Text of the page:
Crystal Falls to Iron Mountain
US-2: Crystal Falls
At the eastern edge of the vast Ottawa National Forest, Crystal Falls (pop. 1,370) is a charming, postcard kind of place built into a bluff near a rivulet waterfall on the Paint River. Time seems to stand still here, the town sporting original (read: old) street signs still pointing the way, and huge trees overhanging US-2 as it slowly hairpins through town. The only “sights” here are the local courthouse, won in a poker game in the 1880s, and a water-filled old pit mine outside of town.
Southeast from Crystal Falls, US-2 passes numerous rock and ore formations jutting out of the hillsides. The road sweeps into the Copper Country State Forest, which gives every appearance of symmetrical reforestation, then flits through 15 mi (24 km) of northern Wisconsin before reentering the UP just west of Iron Mountain.
Iron Mountain and Norway
Though separated by a half-dozen blacktop miles of US-2, the sister towns of Norway (pop. 2,767) and Iron Mountain (pop. 7,353) both grew up with the lumbering and iron-mining industry, producing over 300,000 tons annually from three big mines. The larger of the two towns, Iron Mountain, backs up against the easy grade of its eponymous mountain and seems casually strewn about in parts: The east side is mini-mall sprawl, while the west side is the older traditional “downtown.” The must-see here, everyone will tell you, is the Cornish Pumping Engine and Mining Museum (906/774-1086, daily June-Sept., $5), two blocks off US-2 on Kent Street. This comprehensive local-history museum has as its star attraction the most enormous steam-driven pump engine you could imagine—it’s 54 ft (16 m) tall and weighs over 700 tons. There are also displays about the old Ford Motor Company factory complex in Kingsford, which fabricated such innovations as the “Woody” station wagon, charcoal briquettes, and World War II gliders. The real must-see is the freebie, the Pine Mountain Ski Jump, west of town off US-2 along Pine Mountain Road. This 459-ft (140-meter) jump hosts annual international competitions in late January or early February and is the site of the current U.S. distance record.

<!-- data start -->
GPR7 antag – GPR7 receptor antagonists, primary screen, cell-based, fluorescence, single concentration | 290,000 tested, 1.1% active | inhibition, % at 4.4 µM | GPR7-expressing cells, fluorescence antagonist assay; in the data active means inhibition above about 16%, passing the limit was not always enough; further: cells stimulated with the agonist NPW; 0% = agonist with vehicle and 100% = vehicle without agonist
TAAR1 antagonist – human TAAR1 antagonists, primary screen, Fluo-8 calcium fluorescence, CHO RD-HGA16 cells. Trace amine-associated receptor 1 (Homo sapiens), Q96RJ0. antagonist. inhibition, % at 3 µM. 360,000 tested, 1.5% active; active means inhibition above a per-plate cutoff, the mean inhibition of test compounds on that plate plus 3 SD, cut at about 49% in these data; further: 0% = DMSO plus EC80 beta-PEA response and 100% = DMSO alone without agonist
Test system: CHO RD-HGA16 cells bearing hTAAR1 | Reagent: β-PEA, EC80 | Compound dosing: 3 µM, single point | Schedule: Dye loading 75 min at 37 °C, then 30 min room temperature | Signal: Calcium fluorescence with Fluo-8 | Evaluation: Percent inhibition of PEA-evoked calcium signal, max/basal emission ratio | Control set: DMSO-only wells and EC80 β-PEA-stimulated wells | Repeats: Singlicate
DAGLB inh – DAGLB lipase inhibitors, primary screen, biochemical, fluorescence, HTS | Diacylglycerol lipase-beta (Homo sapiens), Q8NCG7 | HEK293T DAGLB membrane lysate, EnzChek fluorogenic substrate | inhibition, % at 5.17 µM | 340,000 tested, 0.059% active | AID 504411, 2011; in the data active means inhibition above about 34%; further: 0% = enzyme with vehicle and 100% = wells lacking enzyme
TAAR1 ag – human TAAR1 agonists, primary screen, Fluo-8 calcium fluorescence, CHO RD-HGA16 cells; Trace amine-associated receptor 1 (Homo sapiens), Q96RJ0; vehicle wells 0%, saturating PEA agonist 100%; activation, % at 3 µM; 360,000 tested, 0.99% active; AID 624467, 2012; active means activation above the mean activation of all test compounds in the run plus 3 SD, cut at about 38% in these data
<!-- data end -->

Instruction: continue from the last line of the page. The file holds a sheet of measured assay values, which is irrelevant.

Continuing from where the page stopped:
The mines at Norway were so close together and so active that the village once caved in and they had to rebuild it down the hill. Gritty Norway once produced more wood shingles than anywhere else, as shown by the numerous houses still coated with them. Norway also boasts the beautiful Piers Gorge, a few miles (4.8 km) south via US-8, where the raging white water of the Menominee River scraped out this fascinating 70-ft-deep (21-m) gorge on the border between Michigan and Wisconsin.